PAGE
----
NEW YORK (Reuters) – A federal judge on Wednesday ordered the release of documents relating to hush-money payments by Donald Trump’s former personal lawyer Michael Cohen to two women who said they had sexual encounters years ago with the U.S. president, declaring the matter of “national importance.”

U.S. District Judge William Pauley in Manhattan ordered that the documents, used by federal prosecutors to obtain a search warrant for Cohen’s home and office last year, must be unsealed by 11 a.m. (1500 GMT) on Thursday.

Cohen, 52, pleaded guilty in 2018 to directing payments of $130,000 to adult film star Stormy Daniels and $150,000 to Playboy model Karen McDougal to avert a scandal shortly before the 2016 presidential election. Trump has denied having encounters with the women.

Cohen, Trump’s self-described “fixer,” in May began serving a three-year prison sentence for violating campaign finance law with the hush payments, making false statements to a bank, evading taxes and lying to the U.S. Congress.

“The campaign finance violations discussed in the materials are a matter of national importance,” Pauley wrote. “Now that the government’s investigation into those violations has concluded, it is time that every American has an opportunity to scrutinize the materials.”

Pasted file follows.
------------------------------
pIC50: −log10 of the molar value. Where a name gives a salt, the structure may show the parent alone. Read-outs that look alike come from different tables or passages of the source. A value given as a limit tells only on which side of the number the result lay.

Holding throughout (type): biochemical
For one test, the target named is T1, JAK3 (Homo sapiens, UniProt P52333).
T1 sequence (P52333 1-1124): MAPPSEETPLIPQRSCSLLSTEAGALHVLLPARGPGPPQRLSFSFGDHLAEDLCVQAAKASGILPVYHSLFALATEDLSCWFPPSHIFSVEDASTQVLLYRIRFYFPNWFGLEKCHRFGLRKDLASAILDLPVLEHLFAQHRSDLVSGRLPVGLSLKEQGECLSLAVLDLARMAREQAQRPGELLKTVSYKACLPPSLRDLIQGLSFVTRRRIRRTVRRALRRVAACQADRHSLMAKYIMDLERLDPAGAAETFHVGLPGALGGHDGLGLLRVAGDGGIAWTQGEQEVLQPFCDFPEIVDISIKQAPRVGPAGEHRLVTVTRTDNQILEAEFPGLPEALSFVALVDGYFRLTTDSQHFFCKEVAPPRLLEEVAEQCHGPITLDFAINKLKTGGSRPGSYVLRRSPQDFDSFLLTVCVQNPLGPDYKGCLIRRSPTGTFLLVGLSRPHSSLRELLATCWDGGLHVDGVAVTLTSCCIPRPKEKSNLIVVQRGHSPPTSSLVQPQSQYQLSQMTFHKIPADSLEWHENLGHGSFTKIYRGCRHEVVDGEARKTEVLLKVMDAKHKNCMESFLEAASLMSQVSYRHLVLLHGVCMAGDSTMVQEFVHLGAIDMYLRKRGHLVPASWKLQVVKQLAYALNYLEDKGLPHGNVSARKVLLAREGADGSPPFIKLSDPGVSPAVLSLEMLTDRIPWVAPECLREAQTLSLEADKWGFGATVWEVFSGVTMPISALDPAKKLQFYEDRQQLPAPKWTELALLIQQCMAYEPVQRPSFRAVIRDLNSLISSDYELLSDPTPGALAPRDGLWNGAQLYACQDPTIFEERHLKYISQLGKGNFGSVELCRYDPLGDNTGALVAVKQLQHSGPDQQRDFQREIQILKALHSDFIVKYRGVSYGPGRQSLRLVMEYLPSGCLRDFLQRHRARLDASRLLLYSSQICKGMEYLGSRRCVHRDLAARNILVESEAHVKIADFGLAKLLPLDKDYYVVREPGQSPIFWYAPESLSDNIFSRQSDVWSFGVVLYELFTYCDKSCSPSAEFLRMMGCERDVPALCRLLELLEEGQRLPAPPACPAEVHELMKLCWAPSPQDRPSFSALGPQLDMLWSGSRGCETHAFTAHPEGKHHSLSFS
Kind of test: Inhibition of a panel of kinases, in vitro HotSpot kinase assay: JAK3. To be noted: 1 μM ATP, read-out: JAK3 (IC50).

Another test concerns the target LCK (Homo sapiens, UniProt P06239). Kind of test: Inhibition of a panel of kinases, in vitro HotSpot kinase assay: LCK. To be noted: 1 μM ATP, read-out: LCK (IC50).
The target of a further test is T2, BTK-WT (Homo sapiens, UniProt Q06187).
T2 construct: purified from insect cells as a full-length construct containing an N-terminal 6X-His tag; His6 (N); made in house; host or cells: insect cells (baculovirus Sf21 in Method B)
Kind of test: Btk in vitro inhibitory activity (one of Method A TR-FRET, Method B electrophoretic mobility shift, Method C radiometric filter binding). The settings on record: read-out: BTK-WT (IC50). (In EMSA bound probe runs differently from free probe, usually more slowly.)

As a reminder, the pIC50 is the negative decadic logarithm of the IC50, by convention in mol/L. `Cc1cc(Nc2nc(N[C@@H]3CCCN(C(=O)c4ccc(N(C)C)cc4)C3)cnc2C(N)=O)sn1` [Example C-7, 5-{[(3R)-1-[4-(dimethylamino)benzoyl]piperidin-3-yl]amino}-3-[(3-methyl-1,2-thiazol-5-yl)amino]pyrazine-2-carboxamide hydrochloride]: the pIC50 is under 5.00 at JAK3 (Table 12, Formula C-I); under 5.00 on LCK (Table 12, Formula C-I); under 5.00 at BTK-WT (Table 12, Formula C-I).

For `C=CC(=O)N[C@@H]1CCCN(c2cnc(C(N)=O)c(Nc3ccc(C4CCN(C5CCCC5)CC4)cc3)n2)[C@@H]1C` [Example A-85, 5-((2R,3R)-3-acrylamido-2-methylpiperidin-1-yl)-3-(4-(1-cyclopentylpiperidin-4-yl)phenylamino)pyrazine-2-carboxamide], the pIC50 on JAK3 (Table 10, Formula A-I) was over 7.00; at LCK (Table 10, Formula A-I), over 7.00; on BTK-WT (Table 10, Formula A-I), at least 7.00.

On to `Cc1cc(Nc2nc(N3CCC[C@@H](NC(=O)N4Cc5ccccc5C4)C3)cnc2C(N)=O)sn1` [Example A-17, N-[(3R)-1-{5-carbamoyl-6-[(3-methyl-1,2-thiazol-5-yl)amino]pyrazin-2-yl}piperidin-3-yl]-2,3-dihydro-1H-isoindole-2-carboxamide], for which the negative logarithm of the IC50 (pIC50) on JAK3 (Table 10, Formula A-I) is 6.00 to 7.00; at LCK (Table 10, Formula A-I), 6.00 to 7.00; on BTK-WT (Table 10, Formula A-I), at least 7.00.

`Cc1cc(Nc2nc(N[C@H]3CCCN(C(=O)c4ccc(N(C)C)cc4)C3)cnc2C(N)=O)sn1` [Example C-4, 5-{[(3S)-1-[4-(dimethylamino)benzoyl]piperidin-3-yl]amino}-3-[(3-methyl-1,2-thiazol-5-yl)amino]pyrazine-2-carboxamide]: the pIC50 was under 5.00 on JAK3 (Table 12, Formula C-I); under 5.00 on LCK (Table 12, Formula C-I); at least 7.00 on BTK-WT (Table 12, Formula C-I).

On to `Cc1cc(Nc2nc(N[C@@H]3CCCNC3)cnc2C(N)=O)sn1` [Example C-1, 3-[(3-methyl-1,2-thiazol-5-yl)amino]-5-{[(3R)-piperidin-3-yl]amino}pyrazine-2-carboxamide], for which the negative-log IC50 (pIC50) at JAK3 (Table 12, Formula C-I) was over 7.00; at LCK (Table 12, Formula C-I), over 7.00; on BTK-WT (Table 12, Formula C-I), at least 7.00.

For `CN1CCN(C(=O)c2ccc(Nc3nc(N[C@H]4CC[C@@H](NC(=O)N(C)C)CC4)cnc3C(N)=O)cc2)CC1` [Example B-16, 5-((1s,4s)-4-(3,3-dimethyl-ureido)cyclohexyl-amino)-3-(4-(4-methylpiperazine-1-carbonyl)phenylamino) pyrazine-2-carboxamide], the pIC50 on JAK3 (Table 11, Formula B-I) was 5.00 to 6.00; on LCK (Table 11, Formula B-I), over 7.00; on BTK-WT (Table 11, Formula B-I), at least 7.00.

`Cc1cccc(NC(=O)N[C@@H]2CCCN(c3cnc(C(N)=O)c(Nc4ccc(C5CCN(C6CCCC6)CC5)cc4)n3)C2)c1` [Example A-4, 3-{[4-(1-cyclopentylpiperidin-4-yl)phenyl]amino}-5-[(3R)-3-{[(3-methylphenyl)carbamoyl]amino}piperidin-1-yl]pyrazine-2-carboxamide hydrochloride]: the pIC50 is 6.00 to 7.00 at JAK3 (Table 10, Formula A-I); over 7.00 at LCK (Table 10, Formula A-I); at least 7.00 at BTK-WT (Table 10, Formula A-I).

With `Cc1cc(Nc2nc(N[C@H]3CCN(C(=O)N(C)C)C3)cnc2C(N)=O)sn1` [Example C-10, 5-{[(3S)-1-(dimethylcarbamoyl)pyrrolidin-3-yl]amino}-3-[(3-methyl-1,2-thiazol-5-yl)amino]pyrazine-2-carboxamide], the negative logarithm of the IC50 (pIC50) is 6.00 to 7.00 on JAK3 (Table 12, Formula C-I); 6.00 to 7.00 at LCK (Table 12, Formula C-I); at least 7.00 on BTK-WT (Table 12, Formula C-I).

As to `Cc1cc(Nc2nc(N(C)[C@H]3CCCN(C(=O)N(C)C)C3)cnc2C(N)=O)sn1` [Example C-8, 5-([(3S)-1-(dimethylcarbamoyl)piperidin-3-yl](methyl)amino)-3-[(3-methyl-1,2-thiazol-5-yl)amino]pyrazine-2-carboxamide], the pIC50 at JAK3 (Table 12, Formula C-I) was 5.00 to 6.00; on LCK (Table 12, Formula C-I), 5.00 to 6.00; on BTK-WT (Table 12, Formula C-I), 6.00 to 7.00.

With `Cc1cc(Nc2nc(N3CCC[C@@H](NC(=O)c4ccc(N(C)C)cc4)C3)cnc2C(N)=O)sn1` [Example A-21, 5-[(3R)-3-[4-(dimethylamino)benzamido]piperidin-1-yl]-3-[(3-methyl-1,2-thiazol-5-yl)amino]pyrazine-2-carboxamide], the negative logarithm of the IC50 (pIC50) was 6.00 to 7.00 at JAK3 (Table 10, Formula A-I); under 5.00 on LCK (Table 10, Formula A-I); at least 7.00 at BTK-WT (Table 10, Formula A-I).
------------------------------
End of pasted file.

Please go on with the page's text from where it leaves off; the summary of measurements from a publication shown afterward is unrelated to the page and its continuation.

Prosecutors recently revealed that their investigation of the payments is over, Pauley said, meaning that the material can now be made public with minimal redactions.

The office of the U.S. Attorney in Manhattan, which prosecuted Cohen, declined to comment. A lawyer for Cohen could not immediately be reached.

Pauley ordered many of the search warrant materials about Cohen’s personal business dealings unsealed earlier this year, but allowed documents on to the hush-money payments to remain secret because they were related to an ongoing investigation.

In November 2018, Cohen pleaded guilty to separate charges brought by the office of former Special Prosecutor Robert Mueller, who was investigating contacts between Trump’s 2016 presidential campaign and Russia. Cohen admitted he lied to Congress about the extent of contacts between Trump and Russians during the campaign.


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